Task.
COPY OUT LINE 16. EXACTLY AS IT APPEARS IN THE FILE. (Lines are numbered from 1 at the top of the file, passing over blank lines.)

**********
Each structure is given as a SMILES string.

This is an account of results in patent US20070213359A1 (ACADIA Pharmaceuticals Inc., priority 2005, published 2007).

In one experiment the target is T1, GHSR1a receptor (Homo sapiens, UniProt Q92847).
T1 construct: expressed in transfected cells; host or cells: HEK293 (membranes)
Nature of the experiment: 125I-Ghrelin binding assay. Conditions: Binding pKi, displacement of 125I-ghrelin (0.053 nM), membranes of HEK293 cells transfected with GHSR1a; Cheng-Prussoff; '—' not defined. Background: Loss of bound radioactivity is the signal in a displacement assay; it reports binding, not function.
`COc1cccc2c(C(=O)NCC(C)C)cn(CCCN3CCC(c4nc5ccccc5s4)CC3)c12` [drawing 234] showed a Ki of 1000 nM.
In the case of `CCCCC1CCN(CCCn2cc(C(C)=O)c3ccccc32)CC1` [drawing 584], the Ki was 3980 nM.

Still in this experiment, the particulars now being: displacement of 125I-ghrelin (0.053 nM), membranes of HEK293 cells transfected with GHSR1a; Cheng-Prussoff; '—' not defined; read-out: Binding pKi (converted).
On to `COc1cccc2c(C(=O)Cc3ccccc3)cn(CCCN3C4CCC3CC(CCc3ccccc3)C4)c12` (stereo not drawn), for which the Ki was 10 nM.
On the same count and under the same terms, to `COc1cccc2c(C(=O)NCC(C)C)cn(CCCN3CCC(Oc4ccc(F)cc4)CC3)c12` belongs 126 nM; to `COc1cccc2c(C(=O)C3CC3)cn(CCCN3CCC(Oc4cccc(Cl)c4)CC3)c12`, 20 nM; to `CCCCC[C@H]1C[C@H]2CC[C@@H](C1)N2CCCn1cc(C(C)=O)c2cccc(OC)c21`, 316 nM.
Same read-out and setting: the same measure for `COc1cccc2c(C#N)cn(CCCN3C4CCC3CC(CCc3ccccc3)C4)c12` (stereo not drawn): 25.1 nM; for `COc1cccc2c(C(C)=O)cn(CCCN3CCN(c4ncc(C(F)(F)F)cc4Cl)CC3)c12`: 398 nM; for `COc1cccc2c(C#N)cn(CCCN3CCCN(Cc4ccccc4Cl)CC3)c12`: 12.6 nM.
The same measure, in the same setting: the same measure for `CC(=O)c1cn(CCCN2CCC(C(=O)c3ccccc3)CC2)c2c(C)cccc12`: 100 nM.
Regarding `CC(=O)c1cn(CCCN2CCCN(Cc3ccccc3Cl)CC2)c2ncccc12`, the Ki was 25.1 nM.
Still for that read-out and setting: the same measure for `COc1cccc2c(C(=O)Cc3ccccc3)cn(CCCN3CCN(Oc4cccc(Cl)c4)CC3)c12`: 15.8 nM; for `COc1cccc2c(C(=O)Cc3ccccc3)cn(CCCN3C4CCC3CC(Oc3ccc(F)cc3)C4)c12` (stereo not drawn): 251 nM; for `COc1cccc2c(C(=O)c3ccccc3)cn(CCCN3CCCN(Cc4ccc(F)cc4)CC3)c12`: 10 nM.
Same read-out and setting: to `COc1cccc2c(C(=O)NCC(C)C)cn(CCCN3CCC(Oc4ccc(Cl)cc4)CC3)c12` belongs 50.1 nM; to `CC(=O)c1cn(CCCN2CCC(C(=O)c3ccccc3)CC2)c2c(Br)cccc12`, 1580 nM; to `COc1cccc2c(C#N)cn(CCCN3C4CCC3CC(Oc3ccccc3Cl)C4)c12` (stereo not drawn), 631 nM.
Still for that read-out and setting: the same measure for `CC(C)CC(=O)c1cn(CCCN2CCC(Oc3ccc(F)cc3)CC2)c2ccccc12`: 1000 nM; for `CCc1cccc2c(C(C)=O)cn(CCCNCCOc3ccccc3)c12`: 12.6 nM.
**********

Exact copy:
Still for that read-out and setting: the same measure for `CC(C)CC(=O)c1cn(CCCN2CCC(Oc3ccc(F)cc3)CC2)c2ccccc12`: 1000 nM; for `CCc1cccc2c(C(C)=O)cn(CCCNCCOc3ccccc3)c12`: 12.6 nM.